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To ask family for a contribution towards Christmas food?

(101 Posts)
Chestnuts33 Tue 06-Nov-12 09:04:59

I have always gone to my parents for Christmas every year until now. This year they are coming to me for the first time. They will be staying for about four days and will be bringing my younger brothers too.

Obviously it's going to be expensive feeding the extra mouths for four days especially with expensive Christmas food - I read somewhere the average cost of Christmas dinner is going to be £90 for average family this year, and I have them staying for four days.

AIBU to ask them to contribute? I was not going to ask for money as that seems a bit rude and they are my family afterall but thought it might be ok to ask them to bring say the Christmas cake or pudding? Or something like Christmas crackers? Or does that seem petty?

Obviously I appreciate they are incurring petrol costs (probably about £50) driving to see me so not as though I'm the only one spending money. Also I have been to my parents every year until now and they have never asked me to contribute grin

Just wanted to know what the done thing was when you are the host for Christmas. Money is a bit tight at the moment however I don't want to be stingy or offend anyone

FreePeaceSweet Tue 06-Nov-12 09:08:57

Ask them to bring chocs and wine.

glentheflamingbattleostrich Tue 06-Nov-12 09:10:01

I don't think it's rude. But then every year we take desert (big Costco cake), wine / beer and chocolates to the families each year. We stay in hotels and generally pitch up for meals so it would be rude not to take a contribution as far as I am concerned.

Mrsjay Tue 06-Nov-12 09:10:12

well your parents fed you all without asking for anything so I think you should do the same tbh you can't really ask when you didnt take anything to theirs can you, although they may ask you if they can bring anything with them and you could say oh yes that would be lovely, and 90 quid for 1 meal really hmm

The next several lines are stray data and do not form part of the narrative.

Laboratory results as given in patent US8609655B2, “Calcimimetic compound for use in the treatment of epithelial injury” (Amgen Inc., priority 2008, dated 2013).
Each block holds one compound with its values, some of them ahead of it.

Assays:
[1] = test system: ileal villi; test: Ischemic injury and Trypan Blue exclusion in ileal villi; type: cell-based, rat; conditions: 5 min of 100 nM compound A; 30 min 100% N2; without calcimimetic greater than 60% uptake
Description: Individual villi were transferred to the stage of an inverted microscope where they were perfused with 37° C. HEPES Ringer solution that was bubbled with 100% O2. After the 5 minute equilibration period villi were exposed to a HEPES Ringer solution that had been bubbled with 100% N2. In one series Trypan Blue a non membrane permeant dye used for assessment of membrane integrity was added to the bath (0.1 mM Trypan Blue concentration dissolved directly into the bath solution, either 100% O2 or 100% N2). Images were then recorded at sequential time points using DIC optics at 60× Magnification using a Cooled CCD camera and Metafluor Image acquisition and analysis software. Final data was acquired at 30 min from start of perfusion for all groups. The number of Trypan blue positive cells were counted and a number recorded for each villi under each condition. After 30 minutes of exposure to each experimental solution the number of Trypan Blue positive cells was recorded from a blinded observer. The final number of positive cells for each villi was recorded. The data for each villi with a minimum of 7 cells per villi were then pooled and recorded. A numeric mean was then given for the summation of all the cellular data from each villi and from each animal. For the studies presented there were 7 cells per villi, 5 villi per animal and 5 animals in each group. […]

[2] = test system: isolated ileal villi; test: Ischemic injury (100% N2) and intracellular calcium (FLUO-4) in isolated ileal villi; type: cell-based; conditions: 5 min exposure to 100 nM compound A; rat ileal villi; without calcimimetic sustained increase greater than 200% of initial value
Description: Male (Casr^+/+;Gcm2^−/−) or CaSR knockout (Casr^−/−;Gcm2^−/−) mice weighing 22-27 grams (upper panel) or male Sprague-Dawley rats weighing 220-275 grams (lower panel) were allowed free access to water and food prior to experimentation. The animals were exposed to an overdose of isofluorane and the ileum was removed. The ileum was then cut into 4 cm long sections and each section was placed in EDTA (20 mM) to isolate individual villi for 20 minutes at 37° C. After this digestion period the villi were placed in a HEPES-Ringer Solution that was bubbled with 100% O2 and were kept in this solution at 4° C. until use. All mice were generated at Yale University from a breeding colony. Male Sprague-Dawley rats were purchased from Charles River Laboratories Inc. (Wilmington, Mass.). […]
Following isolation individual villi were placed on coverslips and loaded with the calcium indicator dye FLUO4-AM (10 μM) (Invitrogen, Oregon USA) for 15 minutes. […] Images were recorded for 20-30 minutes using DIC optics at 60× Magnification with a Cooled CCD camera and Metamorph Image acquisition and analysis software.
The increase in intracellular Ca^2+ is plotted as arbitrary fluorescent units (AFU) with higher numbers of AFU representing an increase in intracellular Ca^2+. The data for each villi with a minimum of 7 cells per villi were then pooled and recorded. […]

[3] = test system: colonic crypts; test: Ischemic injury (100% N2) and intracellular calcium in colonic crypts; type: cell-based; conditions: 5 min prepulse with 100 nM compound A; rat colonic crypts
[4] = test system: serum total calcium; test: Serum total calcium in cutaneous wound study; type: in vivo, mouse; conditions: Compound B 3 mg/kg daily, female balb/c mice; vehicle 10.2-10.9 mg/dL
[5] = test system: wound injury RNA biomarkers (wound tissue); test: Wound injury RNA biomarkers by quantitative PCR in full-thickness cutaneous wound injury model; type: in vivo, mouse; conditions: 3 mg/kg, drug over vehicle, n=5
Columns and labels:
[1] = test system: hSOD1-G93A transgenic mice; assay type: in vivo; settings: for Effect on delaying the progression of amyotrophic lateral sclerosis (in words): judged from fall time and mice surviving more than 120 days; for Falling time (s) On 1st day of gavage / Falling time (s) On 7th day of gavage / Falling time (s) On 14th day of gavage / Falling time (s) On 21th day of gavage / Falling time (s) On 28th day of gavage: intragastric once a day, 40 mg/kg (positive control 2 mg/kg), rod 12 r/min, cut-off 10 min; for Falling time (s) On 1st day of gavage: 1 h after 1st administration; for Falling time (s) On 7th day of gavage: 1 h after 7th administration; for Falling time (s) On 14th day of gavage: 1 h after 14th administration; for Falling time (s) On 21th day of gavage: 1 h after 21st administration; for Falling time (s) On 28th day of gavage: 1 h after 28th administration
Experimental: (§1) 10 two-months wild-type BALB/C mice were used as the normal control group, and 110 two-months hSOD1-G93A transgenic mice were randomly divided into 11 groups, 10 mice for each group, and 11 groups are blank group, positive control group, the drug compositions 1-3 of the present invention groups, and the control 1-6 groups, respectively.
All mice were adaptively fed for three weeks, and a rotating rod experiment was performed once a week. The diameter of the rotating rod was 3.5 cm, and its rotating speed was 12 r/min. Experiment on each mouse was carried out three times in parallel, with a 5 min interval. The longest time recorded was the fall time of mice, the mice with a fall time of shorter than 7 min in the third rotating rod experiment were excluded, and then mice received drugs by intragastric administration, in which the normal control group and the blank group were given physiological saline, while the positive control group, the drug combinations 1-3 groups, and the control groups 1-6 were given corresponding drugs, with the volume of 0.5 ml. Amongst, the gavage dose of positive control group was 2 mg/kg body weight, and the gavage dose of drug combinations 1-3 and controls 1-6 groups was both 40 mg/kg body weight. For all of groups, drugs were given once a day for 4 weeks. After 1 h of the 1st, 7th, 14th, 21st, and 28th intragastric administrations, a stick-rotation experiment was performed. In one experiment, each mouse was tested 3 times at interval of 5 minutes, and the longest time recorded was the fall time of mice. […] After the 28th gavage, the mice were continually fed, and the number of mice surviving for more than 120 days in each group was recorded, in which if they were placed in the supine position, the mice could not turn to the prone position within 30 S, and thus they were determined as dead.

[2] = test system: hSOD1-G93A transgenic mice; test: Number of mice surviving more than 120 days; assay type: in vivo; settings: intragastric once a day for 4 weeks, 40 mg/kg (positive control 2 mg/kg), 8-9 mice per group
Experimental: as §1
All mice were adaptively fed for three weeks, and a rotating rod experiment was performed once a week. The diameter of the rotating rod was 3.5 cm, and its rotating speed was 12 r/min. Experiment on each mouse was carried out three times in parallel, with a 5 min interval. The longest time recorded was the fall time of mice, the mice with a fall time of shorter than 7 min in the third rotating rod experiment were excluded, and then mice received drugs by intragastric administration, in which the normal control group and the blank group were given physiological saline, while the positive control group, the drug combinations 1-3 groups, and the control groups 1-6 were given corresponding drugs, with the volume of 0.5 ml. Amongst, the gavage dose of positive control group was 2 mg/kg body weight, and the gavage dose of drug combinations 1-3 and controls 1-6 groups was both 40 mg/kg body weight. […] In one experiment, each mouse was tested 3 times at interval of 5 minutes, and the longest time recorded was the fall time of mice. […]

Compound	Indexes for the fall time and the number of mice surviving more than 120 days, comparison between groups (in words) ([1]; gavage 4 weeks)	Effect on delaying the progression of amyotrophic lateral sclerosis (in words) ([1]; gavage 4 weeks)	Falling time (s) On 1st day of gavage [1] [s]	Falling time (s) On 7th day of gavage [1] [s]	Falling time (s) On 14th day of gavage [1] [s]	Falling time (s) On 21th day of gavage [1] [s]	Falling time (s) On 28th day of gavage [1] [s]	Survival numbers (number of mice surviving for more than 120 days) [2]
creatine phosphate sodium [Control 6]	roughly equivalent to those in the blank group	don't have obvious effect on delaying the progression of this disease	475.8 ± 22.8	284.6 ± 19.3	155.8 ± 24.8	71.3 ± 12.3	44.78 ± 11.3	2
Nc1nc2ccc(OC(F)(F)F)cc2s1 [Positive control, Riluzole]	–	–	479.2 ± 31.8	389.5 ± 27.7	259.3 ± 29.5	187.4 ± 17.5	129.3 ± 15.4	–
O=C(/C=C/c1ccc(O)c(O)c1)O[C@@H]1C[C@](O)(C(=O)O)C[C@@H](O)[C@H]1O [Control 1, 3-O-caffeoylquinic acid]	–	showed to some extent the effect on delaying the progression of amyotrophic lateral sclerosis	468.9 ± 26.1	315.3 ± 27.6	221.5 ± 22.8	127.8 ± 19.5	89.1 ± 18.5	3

MoetEtPantsOn Tue 06-Nov-12 09:10:45

I obviously don't know your family but in mine it's very typical for people to bring a contribution. Usually it would be a thing not a cash contribution. So someone might bring the pudding, someone the cheeses, someone lots of wine etc, depending on income/ generosity/ age. I don't think anyone would be offended. Make it fun by giving them all jobs. They might like to feel involved anyway if they're used to making the whole lot.

I would just stock up on basics for breakfast, nice bread and soups for lunches and then stretch out Xmas lunch leftovers as far as possible.

Theas18 Tue 06-Nov-12 09:12:17

We take a case of wine when we to in laws for Xmas for a few days (there are 5 of us incl 3 hungry teens!)

StanleyLambchop Tue 06-Nov-12 09:13:48

I would not ask your parents for a contribution, as you say they have hosted Christmas for you in the past, but perhaps something from the brothers? Unless they will be hosting Christmas for the next few years in return, then they should contribute (depending on age, assuming they are not still children, in which case no, don't ask!) Grown up brothers should be able to contribute.

YouSeveredHead Tue 06-Nov-12 09:13:51

Do you normally pay or contribute?

mmmnoodlesoup Tue 06-Nov-12 09:14:12

Just tell your parents things are a little tight so could they bring pudding/wine? I'm sure they will be fine with it. My mum brings the pudding if she comes to mine for Sunday roast smile

squeakytoy Tue 06-Nov-12 09:15:26

If you have never contributed to all the dinners that you have attended over the years, its a bit cheeky to ask them to contribute to yours.

Paiviaso Tue 06-Nov-12 09:16:16

I think it would be very rude to ask for money. I think it would be fine to ask them if they would make the pud or other dish (they will probably assume it's because of lack time rather than lack of funds!)

But really, if you have invited them to stay with you, you should be able to host them.

AlmostAHipster Tue 06-Nov-12 09:16:39

There was a thing in the paper on Sunday - Morrisons are saying that you can feed a family a Christmas lunch for £2.50 a head so just choose value range stuff so your money goes further. But it's not cheeky to ask them to bring some pudding or nibbles.

WhispersOfWickedness Tue 06-Nov-12 09:17:00

I think it's a little rude if they have always hosted before and you have not made a contribution before. However, I think it's fine to ask them to bring something specific with them, is there something special and homemade that is usually made? Because I thought you could say 'ooo, could you bring some of that special salad/baked something or other/other assorted food, I can't possibly make it like you do!' grin

Onlyaphase Tue 06-Nov-12 09:17:37

My family always come to me for Christmas and as we are all bossy females we discuss who is contributing what, according to means (this bit is in my head only)